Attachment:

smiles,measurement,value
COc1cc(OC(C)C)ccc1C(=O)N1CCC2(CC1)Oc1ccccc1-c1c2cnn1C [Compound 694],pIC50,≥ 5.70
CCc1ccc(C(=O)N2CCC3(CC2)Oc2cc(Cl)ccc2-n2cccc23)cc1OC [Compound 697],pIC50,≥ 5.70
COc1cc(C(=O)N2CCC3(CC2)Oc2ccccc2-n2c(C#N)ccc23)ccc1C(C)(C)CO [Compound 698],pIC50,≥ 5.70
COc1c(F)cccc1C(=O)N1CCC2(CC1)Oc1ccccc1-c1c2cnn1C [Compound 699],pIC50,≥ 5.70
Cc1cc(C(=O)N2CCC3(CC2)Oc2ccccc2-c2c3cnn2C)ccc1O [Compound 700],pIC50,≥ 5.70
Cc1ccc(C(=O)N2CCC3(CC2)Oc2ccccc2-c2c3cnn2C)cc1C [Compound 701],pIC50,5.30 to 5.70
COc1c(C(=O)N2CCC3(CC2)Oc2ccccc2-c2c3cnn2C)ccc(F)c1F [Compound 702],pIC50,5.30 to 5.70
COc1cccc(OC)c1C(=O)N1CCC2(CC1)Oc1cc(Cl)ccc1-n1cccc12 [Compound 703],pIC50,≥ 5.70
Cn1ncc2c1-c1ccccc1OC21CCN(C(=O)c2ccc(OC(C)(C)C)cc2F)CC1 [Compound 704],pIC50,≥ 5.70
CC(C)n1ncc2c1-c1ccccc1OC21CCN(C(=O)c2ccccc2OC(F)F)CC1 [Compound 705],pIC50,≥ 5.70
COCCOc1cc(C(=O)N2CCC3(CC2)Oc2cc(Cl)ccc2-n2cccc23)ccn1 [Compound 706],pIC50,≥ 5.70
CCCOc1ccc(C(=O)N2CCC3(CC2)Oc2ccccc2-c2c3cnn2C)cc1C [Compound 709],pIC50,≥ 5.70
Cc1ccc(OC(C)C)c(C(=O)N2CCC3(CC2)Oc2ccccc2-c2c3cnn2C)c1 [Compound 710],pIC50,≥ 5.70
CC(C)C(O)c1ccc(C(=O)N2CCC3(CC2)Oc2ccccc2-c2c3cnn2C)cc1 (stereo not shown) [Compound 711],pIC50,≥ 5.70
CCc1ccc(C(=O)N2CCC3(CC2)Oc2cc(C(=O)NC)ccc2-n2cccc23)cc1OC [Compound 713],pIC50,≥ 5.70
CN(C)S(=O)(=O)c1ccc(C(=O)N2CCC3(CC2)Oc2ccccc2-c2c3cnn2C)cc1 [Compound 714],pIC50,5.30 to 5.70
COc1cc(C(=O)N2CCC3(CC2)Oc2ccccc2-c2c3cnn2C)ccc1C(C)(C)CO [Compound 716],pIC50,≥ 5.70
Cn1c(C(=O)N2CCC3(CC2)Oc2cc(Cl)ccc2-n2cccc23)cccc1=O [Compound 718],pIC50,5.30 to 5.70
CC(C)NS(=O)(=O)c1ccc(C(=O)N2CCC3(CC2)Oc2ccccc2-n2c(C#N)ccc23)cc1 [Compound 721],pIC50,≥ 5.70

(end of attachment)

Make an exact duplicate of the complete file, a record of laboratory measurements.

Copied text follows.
smiles,measurement,value
COc1cc(OC(C)C)ccc1C(=O)N1CCC2(CC1)Oc1ccccc1-c1c2cnn1C [Compound 694],pIC50,≥ 5.70
CCc1ccc(C(=O)N2CCC3(CC2)Oc2cc(Cl)ccc2-n2cccc23)cc1OC [Compound 697],pIC50,≥ 5.70
COc1cc(C(=O)N2CCC3(CC2)Oc2ccccc2-n2c(C#N)ccc23)ccc1C(C)(C)CO [Compound 698],pIC50,≥ 5.70
COc1c(F)cccc1C(=O)N1CCC2(CC1)Oc1ccccc1-c1c2cnn1C [Compound 699],pIC50,≥ 5.70
Cc1cc(C(=O)N2CCC3(CC2)Oc2ccccc2-c2c3cnn2C)ccc1O [Compound 700],pIC50,≥ 5.70
Cc1ccc(C(=O)N2CCC3(CC2)Oc2ccccc2-c2c3cnn2C)cc1C [Compound 701],pIC50,5.30 to 5.70
COc1c(C(=O)N2CCC3(CC2)Oc2ccccc2-c2c3cnn2C)ccc(F)c1F [Compound 702],pIC50,5.30 to 5.70
COc1cccc(OC)c1C(=O)N1CCC2(CC1)Oc1cc(Cl)ccc1-n1cccc12 [Compound 703],pIC50,≥ 5.70
Cn1ncc2c1-c1ccccc1OC21CCN(C(=O)c2ccc(OC(C)(C)C)cc2F)CC1 [Compound 704],pIC50,≥ 5.70
CC(C)n1ncc2c1-c1ccccc1OC21CCN(C(=O)c2ccccc2OC(F)F)CC1 [Compound 705],pIC50,≥ 5.70
COCCOc1cc(C(=O)N2CCC3(CC2)Oc2cc(Cl)ccc2-n2cccc23)ccn1 [Compound 706],pIC50,≥ 5.70
CCCOc1ccc(C(=O)N2CCC3(CC2)Oc2ccccc2-c2c3cnn2C)cc1C [Compound 709],pIC50,≥ 5.70
Cc1ccc(OC(C)C)c(C(=O)N2CCC3(CC2)Oc2ccccc2-c2c3cnn2C)c1 [Compound 710],pIC50,≥ 5.70
CC(C)C(O)c1ccc(C(=O)N2CCC3(CC2)Oc2ccccc2-c2c3cnn2C)cc1 (stereo not shown) [Compound 711],pIC50,≥ 5.70
CCc1ccc(C(=O)N2CCC3(CC2)Oc2cc(C(=O)NC)ccc2-n2cccc23)cc1OC [Compound 713],pIC50,≥ 5.70
CN(C)S(=O)(=O)c1ccc(C(=O)N2CCC3(CC2)Oc2ccccc2-c2c3cnn2C)cc1 [Compound 714],pIC50,5.30 to 5.70
COc1cc(C(=O)N2CCC3(CC2)Oc2ccccc2-c2c3cnn2C)ccc1C(C)(C)CO [Compound 716],pIC50,≥ 5.70
Cn1c(C(=O)N2CCC3(CC2)Oc2cc(Cl)ccc2-n2cccc23)cccc1=O [Compound 718],pIC50,5.30 to 5.70
CC(C)NS(=O)(=O)c1ccc(C(=O)N2CCC3(CC2)Oc2ccccc2-n2c(C#N)ccc23)cc1 [Compound 721],pIC50,≥ 5.70